Moscato_FamilyLaw_Answer_Fa10

Moscato_FamilyLaw_Answer_Fa10 - FAMILY LAW(MOSCATO FINAL...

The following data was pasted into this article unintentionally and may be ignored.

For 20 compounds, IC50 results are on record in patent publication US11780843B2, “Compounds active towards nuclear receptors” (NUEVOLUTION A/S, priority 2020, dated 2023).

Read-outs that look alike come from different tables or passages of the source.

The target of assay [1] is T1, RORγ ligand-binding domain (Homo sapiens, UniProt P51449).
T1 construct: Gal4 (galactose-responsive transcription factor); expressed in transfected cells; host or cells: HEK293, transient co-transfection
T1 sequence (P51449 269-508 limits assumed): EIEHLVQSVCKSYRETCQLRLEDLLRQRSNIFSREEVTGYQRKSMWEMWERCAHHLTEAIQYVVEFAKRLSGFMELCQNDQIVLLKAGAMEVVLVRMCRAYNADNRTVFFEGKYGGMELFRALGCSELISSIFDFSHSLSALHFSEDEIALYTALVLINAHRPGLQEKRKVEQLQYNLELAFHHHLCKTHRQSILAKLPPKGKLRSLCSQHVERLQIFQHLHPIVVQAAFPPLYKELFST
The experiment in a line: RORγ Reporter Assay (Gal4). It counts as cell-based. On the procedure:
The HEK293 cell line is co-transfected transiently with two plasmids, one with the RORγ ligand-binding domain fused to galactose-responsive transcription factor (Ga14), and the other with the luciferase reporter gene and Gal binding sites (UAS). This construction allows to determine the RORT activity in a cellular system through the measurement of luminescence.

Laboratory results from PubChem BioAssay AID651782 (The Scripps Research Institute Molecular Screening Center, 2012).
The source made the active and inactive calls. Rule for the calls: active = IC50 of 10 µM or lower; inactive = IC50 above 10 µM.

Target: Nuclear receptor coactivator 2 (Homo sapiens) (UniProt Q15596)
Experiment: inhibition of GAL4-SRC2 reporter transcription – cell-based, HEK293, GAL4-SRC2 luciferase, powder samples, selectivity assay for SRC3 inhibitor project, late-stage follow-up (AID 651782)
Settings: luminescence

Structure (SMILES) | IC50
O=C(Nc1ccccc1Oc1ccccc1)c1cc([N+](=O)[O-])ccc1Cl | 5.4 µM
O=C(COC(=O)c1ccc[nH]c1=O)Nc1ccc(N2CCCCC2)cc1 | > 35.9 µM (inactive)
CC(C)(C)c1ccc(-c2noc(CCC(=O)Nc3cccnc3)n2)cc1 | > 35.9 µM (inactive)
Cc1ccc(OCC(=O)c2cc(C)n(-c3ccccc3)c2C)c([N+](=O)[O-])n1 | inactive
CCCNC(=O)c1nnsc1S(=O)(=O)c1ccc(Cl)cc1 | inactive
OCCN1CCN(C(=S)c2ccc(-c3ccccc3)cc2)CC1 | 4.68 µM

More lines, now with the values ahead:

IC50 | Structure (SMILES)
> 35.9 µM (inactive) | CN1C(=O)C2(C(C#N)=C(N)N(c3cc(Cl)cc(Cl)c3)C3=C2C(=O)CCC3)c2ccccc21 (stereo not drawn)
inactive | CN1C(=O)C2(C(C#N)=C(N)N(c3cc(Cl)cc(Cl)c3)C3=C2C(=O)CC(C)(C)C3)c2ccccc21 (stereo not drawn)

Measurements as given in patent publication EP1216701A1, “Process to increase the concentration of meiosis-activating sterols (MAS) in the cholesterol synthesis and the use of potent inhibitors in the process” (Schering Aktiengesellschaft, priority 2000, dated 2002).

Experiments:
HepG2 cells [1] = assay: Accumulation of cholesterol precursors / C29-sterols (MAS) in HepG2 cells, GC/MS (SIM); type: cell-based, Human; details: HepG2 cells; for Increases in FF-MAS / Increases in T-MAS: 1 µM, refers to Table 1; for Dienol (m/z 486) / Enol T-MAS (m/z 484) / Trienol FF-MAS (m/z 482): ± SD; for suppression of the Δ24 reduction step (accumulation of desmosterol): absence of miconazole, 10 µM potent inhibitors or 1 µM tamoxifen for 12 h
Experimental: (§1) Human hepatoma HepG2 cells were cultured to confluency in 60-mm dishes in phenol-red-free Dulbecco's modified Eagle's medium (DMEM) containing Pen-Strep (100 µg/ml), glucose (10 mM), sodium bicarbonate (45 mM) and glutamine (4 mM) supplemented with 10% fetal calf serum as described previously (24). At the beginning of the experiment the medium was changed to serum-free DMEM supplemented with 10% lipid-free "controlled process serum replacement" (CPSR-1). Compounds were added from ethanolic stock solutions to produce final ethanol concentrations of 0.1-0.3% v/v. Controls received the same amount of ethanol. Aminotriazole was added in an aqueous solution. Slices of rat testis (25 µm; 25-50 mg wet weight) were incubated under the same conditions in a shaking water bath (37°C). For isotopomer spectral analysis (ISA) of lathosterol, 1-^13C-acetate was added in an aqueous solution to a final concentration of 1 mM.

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Unformatted text preview: FAMILY LAW (MOSCATO) FINAL EXAM Exam a . H QUESTION #1 Issue 1: Constitutional Challenge to State of Grace’s Marriage Protection Act / TheEht to marryis a fundamental right included in an individual’s W \/ privacy. (Loving v. Virginia; Zablocki v. Redhail) States, however, may legitimately pass / “\reasonablekrEgulations that do not significantly interfere With decisions to enter into the marital relationship” under the test announced in Zablo 1'. Generally, a significant interference exists ,/ when an individual would be completed barred from getting a marriage license. If a state’s law is found to significantly interfere with the right to marry, it must pass strict scrutiny. (Zablocki) Regulations that do not significantly interfere with the right to marry, i.e., those that are {\ procedural hurdgs, must still be reasonably related to the state’s asserted interest in passing the V.” _.,.,__ «um law. (Turner v. Safely) For a marriage regulation to be considered reasonable there mustlzqno l/ obviousandgsyajternatiyesiat the state’s disposal which would accommodate the right to marry while imposing no more than a de minimis burden on the state’s objective in passing the law. / For example, as a general rule states may regulate the time ”and“ circumstances of a couple’s actual marriage ceremony. (Turner) In this instance, both limitations interfere to some degree with Wendy and Hugh’s right to marry because the limitations require them to waLttwo yearS-. / while living together and forgoing their sexual lifestylerbefore they may seek a marriage license. Thus, each limitation must pass the Zabolocki test. / Here, the State of Grace’s asserted interests in passing the Act are to counteract}? ‘ decliningg\stability}f marriages and to stabilize the traditional institution of marriage, i.e., the exclusive civil union between a man and a woman. The State of Grace is interested in protecting the traditional institution of marriage because the State likely believes that a marriage creates a \ h \3.90 > / lifelong private economic relationship leading to the most stable household settings for couples / to procreate andflrais‘efamilies, families which become the basis for a stable society and l governance. (See Perry v. Schwarzenegger) Upon divorce, the economically stable marriage ublic resources. / household splits in two, and the State often has to step-in and expend judicial or_p r~-n...-,..<~- ._.....‘, Mar- m—-.~._.’-w >«....~~->-——4-% Therefore, the Act’s time requirements for cohabitation and monogamy are aimed at making sure. J] / couples know what they are getting into and are W to each other before marriage, thus, creating stable traditional families and lessening the chance the couple will get divorced. 8” . g Nip/f” 1. Two Year Cohabitation Requirement 0 ' cc . The Act’s first limitation requires couples to live together for at 1east\two years before / obtaining a marriage license. This two year cohabitation period creates a significant procedural ‘/ . "V” W" --.--—-——-——c~ ’ ,. hurdle for couples like Hugh and Wendy (those required to wait two years, but less likely to be concerned about living together before marriage) and requires themto order theiIVAIiEQSiQQQQLQiQE /’ to State guidelines. This requirement also creates a significant interference and outright ban to / couples who have moral and/or religious objectionstb cohabitation before marriage. Therefore, Wendy and Hugh could argue that this requirement is invalid on its face and must pass strict scrutiny. (See Zablocki) Even as applied to Hugh and Wendy, however, the two year /_\ ., . f \ cohabitation requirement is likely invalid because the procedural hurdle is counterintuitivEllo the \ tn?“ 7 ~».\‘. I i‘ State’s interest in promoting stable households, and there agobvious.altematives‘zavailable for limiting the number of divorces besides forcing unmarried couples to live together. (See Turner) 2'. The State will argue this requirement is reasonably related to its asserted interests in x/ensuring couples understand more about the rigors of marriage before choosing to enter into a “a..-” -m ., -. M ,..,..__,___~_W.-M-..i_...__.-—- marriage. Hence, the requirement will combat the failure of young or rushed marriages, and will \/ lead to more stablehuusehglds‘ and fewer divorces. However, contrary to the State’s interests, ’ ,fi .._._.__..__..,—_.-~ , I . .__ forcing two unmarried people together will likely create more unstable households because unmarried people are not legally tied together and the relationship can easily be abandoned. By requiring the less stable form of unmarried cohabitation the State is also arguably promoting pre- . 2 / . .,.. .--._..,..‘. _ .“W v marital sex, which is‘more likely to lead tomorechildrenbeing born out of wedlock that will-end * /"I up on the EEEIJ‘LEQJCS and in fragmented (families. Moreover, there are easy and obvious alternativesmavailablfie,‘toginformkouples about the / rigorspf marriage and to prevent divorces, that do not interfere with right to marriage. For instance, the State could implement pre-maritalfounse’li/ng (free if needed), so couples can /' discuss how they will handle issues that may arise Weir marriage ahead of time. The State could also \iyflement divorce laws that require pre:divorce counseling (free if needed) and/or institute a fault based divorce system which makes divorce more difficult (although this has its Q-..“ ....‘..._~ own faults). Similarly, the State could enact Covenant Marriage-like statutes akin to the optional ~wk~ 7,“. .. “WM statute in Louisiana which would promote the State’s belief that ideal marriages are for life without requiring and promoting unmarried cohabitation. Such alternatives will promote the State’s asserted interests without unreasonably infringing on the right to marry. The two year cohabitation hurdle, however, interferes with the right marry without being reasonably related to the State’s interest. Thus, this requirement is likely unconstitutional. 2. Two Year Monogamous Relationship Requirement On its face, this procedural waiting period seems like a less burdensome interference than the two year cohabitation requirement because the time period starts when the couple begins exclusively dating, not when they move in. This procedural hurdle is also morerationallyrelated / with the State’s asserted interests in stable traditional marriages and preventing divorce because it promotes longer exclusive courtships without promoting unmarried cohabitation. Therefore, if this limitation were merely a two year waiting/dating period, it would have a good chance at being constitutional under the Zablocki test because it is a procedural hurdle rationally related to the State’s interests. However, the requirement that the relationship bimogoganyusgifiinges on to Wendy and Hugh’s premaritaWs. Thus, this requirement denies the right 3 V to marry based on Wendy and Hugh’s private sexual lifestyle choices. Wendy and Hugh could argue that while the State canoutlaugBigamy" and express its / preference for monogamous marriages, the State cannot regulate the qual conduct of married or unmarried individuals. (Griswold v. Connecticut;'Eistandt v. Baird; Lawrence-Viz. M“ Texas) Furthermore, the majority’s moral disapproval alone is an insufficient basis to pass W / discriminatory laws. (Lawrence, 0 'Conner Concurrence) While the application of these rules / has only been tested by the Supreme Court in the context ofcriminaljaws, the court should be / willing to extend them to regulations which deny individuals the fundamental right to marry.) (See Lawrence, 0 ’Conner Concurrence; Perry v. Schwarzenger) The outcome here will depend ultimately upon whether the State can assert a legitimate interest in requiring premarital monogamy—other than majoritarian morals and protecting traditional marriage—and whether the interests are sufficient to justify the law and pass the Zablocki test. Regardless of the level a scrutiny the court may apply it appears that, like the interests asserted in laws against same-sex .1 1, "x 1 marriages, the state will be unable to articulaté‘any legitimate interest in this regulation besides a ‘ 45;; L151 (.1, 1 IV n. moral disapprove and concerns for the traditional family (See Perry) ‘ ,7" ‘ 'L‘v C ' P s Importantly, Wendy and Hugh would not be asking the State to formally recogniie their \ lifestyle in any manner, so any State interest in preventing Bigamy would'fail. Instead, Wendy 1 \ '1 , ‘ ‘ ' 1 and Hugh would only be asking the State not to deny them the right to marry based solely on ’ 1 “l “NV their private sexual conduct choices. The State will argue that it has a compelling interest in allowing only those 1n monogamous relationships to marry because of all the potential problems a non-exclusive relationship has on a marriage’s stability. However, the State likely has no evidence that an open polymorous lifestyle before marriage creates more problems in marriages. The monogamy requirement seems aimed at making all marriages mimic the moral majority’s / ‘ view of traditional marriage, which standing alone 15 probably an insufficient interest. The State /\/\ N m» 4 1/ could also argue it is not banning nonexclusive couples from marrying; it is merely promoting . 7 monogamy by procedurally making unmarried couples try monogamy for two years. However, the State will fail the Zablocki test here because it is unreasonable to hinge the right to marry on giving up the right to make private intimate choices. Thus, this regulation would fail the Zablocki test because it is constitutionally unreasonable and the State’s interests are insufficient. Issue 2: Enforceability of Wendy and Hugh’s Commitment Contract Assuming the State of Grace has laws similar to California, Wendy will have an opportunity to enforce the written agreement. In California, a contract between nonmarital " partners will be enforced unless the contract is based expressly andtj‘nseparably upon illicit consideration of sexual services. (Marvin v. Marvin) Parties to these valid contracts mayagree to pool their earnings and hold all property acquired during the relationship as if it is community property. (Jones v. Daly, citing Marvin) “Even if sexual services form part of the consideration, ., any severable portion of the contract supported by independent consideration will still be enforced.” (Marvin) Courts basically do not want to promote and enforce prostitution-like agreements. Marvin also seems to suggest in dicta that when there is an express contractual obligation for support after a nonmarital relationship terminates, the obligation could be k... ., - . enforceable as agreed to by the parties. (Marvin, fn. 26 stating “[w]e do not pass upon the question of whether, in absence of an express agreement, a party is entitled to support payments from the other party”) Thus, the commitment contract will be enforceable if it is not based upon consideration for sexual services. First, Wendy, unlike the plaintiffs in Marvin and Jones, will not have to prove an agreement existed or what the terms of the agreement were because she and Hugh reduce theirs to writing. A court will, therefore, look to the contract’s language to determine if the consideration is based on sexual services. Here, they contracted to enter a “covenant of commitment” and agreed to “combine our efforts and earnings and will share equally any and all property accumulated as a result of those efforts, whether individual or combined.” They promised to “always love each other” and “give all that we have to each other” and “care for each x ‘, . / :_/ other.” Hugh will argue that the love and care and “giving all that we have to each other” in the -—"”"‘\~~.~‘ t..." contract includes sexual services. However, a court will likely view these statements as affinnations of a marriage-like commitment to each other, not a relationship where one // . individual will be providing sexual services in exchange for financial support. Hugh will also point to the language that announces what their covenant of commitment is based upon to argue sexual services are an inseparable part of the consideration.‘ While the ‘ contract does refer to sexually relations and beliefs, it does not say sexual services within their V“; relationship are expected. Instead, the contract indicates the opposite. It says their commitment is “built upon values of trust, loyalty, and transparency,” and the contract in fact states that they will not be sexually exclusive and do intend to have other partners. Thus, this indicates no sexual services need to be provided by Wendy or Hugh under the contract. Their contract says nothing about providing services as a lover or companion, the buzz words that cause the Jones Qourtto declare that agreement based entirely on sexual services. Hugh may also try to argue that consideration which includes having a polyamorous relationship is just as illicit or meretricious ' as consideration for sexual services, especially in the State of Grace which denies people the f 3 . . a, ,7 “x - 4 ~\~ , ‘ J right to marry based on this lifestyle. However, the distinction here is that the worry inherent in contracts which include sexual services is prostitution, which is criminally prohibited; meaning a polymorous relationship, while. possibly morally frowned upon, is not as illicit as prostitution. V. Finally, it is apparent from their actions that they lived under the terms of this agreement and structured their lives _l_il§e‘a married couple in an open relationship for five years. There is a?“ evidenceWendy relied upon the agreement by taking primary responsibility of the household v“ 6 duties while only working part-time. A court, therefore, is more likely to enforce this contract for policy reasons as well. For instanceja courtwould notwant Wendy and Penna lefi with “nothing just because Hugh and Wendy arguably could not get married under state law and Hugh kept all their property in his name. Thus, a court should enforce the commitment contract. Hugh may try to argue that even if the contract is valid, Wendy should not be entitled to half the assets and instead should be limited to her contributions and services rendered to their relationship like in Marvins. However, the Marvins agreement was not in writing, so Wendy need not resort to restitution or quasi contract. The court should give Wendy half of the earnings and assets acquired during the 5 years of cohabitation per their agreement to “combine their efforts” and “share equally.” Wendy may try to argue for a spousal-like support obligation based on the contract term which states that “we shall care for each other, emotionally and finically, for all the days of our lives” and the Marvin Court’s dicta about support payments. However, a court will likely try to avoid this because of judicial enforcement difficulties and the amount of such payments is not specified in the contract. It should be noted that the outcome of this contractual agreement in no way would affect Hugh’s duty to pay child support if Donna were confirmed to be his biological child or presumed biological child. If he were legally considered the father, he cannot get out of his child support obligations even if he did not plan to have children or wanted Wendy to get an abortion. (See People in the Interest of S. P. B.) Issue 3: Likely Outcomes of Geraldine’s Adoption Petition and Hugh’s Custody Petition 1. Geraldine’s Adoption Petition The outcome of Geraldine’s adoption petition willdepend'on whether Hugh can prove he - _. ~V. .,.. .w_.__..—_.... ,,.,,,__,.‘.. , is_ either Donna’s ological or presumed’fatflhea lf Hugh is able to prove he is legally Donna’s father, he can refuse téconsentfto Donna’s adoption and Geraldine’s petition would be denied. r”-..— . V, (CF. C. § 8604(a)) If Hugh is not Donna’s presumed or biological father, geraldingfg petition should be granted because it would be 1n Donna’ {best interestslo be adopted by her current ' -~‘ \/aretaker anfialood relative. Obviously, Hugh may prove he' 15 Donna’s biological father through / a atemity test. Hugh may also establish he 15 Donna’ s presumed, father under C. F. C W§ 7611 even if he is not her biological father. However, in an appropriate action a court in its discretion will rebut this presumption with evidence that there is no biological connection between the presumed parent and child. (Elisa B. v. Superior Court, citing Nicholas H.) Under C.F. C. § 7611, Hugh would be presumed Donna’s father only if he could show he /. / . \/ {'eceivedIDonna into his home and gpenly held her outas his natural'childeunder subsegtjon (d). Subsections (a), (b), and (c) of CF. C. § 7611 will not apply to Hugh. Subsection (a) does not apply because he and Wendy were never formally married. Subsection (b) would not apply because Hugh and WendyLnever attempted to marry in “apparent compliance” with the laws of the State of Grace as they knew eir marriage was not in conformance to the law. Subsection (c) also does not apply. WhilehHughfshname‘is on Donna’sbirth certificate; Hugh refused to Vtgrmally and legally marry Wendy after Donna was bom.“ (CFC. .§761,1,(€)) 1v ‘1‘ Although it somewhat seems from the language of CF. C. § 8604(a) that a CEO § :: 7611(aD presumed father’s consent is not necessary in an adoption proceeding, 1 will assume it is. Hugh will argue he is a presumed father under C.F.C. § 76! 1 (d) because, first, he received M \a/Donna into his home for the\_ first 6 months of her life, and hesupponed herand Wendy ~.... because he assumed he was Doyafiathgr. He gave Donnahisdast name and listed himself as her father on hegb'urth certificate: He also still considers Donna his daughter and holds himself / “my.” < out as her father. However, even if under these facts the court may find that Hugh deserves to be deemed a presumed a parent, Geraldine should be able to persuade the court to rebut this presumption with evidence there is no biological connection. (See Elisa B.) For instance, Hugh 8 did not want Donna to begin with and tried to persuade Wendy to get an abortion unlike the causes 17/ where a non-biolog1cal parent actiyelyfparticipates and encouragestheprocreation. (See Elisa B.) Hugh has also @yspgléflmgngis supporting Donna in his home and holding her out as his daughter- He has ‘3‘???"0inlst‘at i9 hsr. or act¢<la§h3f9th¢t €95. 133339911}; 8" while she has been living in what appears to be a stable household with Geraldine. The court, in its discretion, will be mindful of the potential harm Hugh’s presumed parenthood could cause to Donna if Geraldine was unable to rebut Hugh’s weak presumption. For example, if this were a child support case and Hugh wanted to rebut the presumption, the court would be less inclined to use their discretion to do so as this would be more beneficial to Donna. (See Elisa B.) Thus, although the court may find Hugh is Donna’s presumed father, the court will rebut this presumption with evidence he is not because such an outcome appears to be best for Donna. . 1‘}; 1 Therefore, the only way Hugh could prevent Geraldine from adopting Donna is if he \l‘l‘y, ,3, g 1: \/‘ ”'1" 32.55%“ ‘~ . . ., 1 , proves he is her biological father. Assuming he is her biological father, Hugh can prevent . J a 1; , . ’ ,1 1"”: Geraldine from adopting Donna. Although Hugh has not provided any financial support or care i, - f. . _ ‘ in the last l8 months, his consent as the biological father 1s still required because the step-parent SWAP , I O / ‘3 / adoption exception is not applicable here However, even if Hugh may prevent Geraldine from if}! jlkl/ , . .0 MIL" adopting Donna, Geraldine may still attempt to retain custody of Donna. 2. Hugh '3 Custody Petition / The general rule is if one parent dies the other legally recognized parent is entitled to — w— _..- ._. a‘, M. .. .-... ..- custody....